Severe food allergy reactions are associated with α-tryptase

Abigail Lang*, Stephanie Kubala, Megan C. Grieco, Allyson Mateja, Jacqueline Pongracic, Yihui Liu, Pamela A. Frischmeyer-Guerrerio, Rajesh Kumar, Jonathan J. Lyons

*Corresponding author for this work

Research output: Contribution to journalArticlepeer-review

6 Scopus citations

Abstract

Background: Increased TPSAB1 copy numbers encoding ⍺-tryptase are associated with severe reactions in adults with Hymenoptera venom allergy, systemic mastocytosis, and idiopathic anaphylaxis. Objective: The primary objective was to assess the association between ⍺-tryptase and severity of food allergy. Methods: A total of 119 subjects underwent tryptase genotyping; 82 of them were from an observational food allergy cohort at the National Institute of Allergy and Infectious Disease (NIAID), and 37 were from a cohort of children who reacted to peanut oral food challenge (OFC) at Lurie Children's Hospital of Chicago. The primary predictor was presence or absence of ⍺-tryptase. The primary outcomes for both cohorts were measures of severity of food allergy reaction. Secondary outcomes included OFC symptom scores (Bock/Practical Allergy [PRACTALL] and Severity Grading Score for Acute Reactions [SGSAR]). Correlation between total α-tryptase isoforms and OFC scores was also assessed to account for gene dosage effects. Results: Among the subjects in the NIAID cohort, the presence of ⍺-tryptase was associated with a higher prevalence of food-triggered anaphylaxis than in those with only β-tryptase (P =.026). Similarly, only 1 of 6 subjects in the OFC cohort with only β-tryptase (17%) had a severe reaction, whereas 20 of 31 of subjects with α-tryptase (65%) had a severe reaction (P =.066). Subjects with ⍺-tryptase also had higher total SGSAR scores than did the subjects with no ⍺-tryptase (P =.003). In addition, there were also significant positive correlations between ⍺-tryptase isoform copy numbers and both higher total SGSAR and Bock/PRACTALL OFC scores (P =.008 and P =.003, respectively). Conclusion: The presence of α-tryptase in subjects is correlated with a higher prevalence of anaphylaxis or severe reaction to food than in subjects without any α-tryptase.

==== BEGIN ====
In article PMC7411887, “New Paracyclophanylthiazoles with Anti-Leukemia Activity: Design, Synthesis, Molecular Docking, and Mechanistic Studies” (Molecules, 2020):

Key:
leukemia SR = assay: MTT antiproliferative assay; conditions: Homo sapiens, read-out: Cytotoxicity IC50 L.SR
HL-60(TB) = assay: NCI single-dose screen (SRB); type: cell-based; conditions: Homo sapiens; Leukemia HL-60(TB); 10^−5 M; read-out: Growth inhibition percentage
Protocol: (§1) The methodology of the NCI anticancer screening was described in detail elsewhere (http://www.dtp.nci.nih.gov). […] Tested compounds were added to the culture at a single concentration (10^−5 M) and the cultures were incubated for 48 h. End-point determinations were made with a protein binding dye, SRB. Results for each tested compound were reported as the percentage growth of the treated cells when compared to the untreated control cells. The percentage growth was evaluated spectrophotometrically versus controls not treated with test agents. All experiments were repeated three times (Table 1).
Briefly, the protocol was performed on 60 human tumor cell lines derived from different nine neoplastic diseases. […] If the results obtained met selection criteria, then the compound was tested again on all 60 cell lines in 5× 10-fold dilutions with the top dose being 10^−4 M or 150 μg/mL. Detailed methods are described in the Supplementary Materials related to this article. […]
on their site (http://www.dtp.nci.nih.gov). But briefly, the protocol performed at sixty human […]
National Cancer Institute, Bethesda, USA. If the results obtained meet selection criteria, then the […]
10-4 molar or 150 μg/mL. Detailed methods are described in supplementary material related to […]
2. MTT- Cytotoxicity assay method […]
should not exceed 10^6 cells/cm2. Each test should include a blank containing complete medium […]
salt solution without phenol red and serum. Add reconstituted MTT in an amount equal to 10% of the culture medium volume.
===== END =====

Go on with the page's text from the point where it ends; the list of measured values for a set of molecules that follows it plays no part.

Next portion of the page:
Original languageEnglish (US)
Pages (from-to)933-939
Number of pages7
JournalJournal of Allergy and Clinical Immunology
Volume152
Issue number4
DOIs
StatePublished - Oct 2023

Keywords

  • Food allergy
  • anaphylaxis
  • hereditary α-tryptasemia
  • peanut allergy
  • α-tryptase

ASJC Scopus subject areas

  • Immunology and Allergy
  • Immunology

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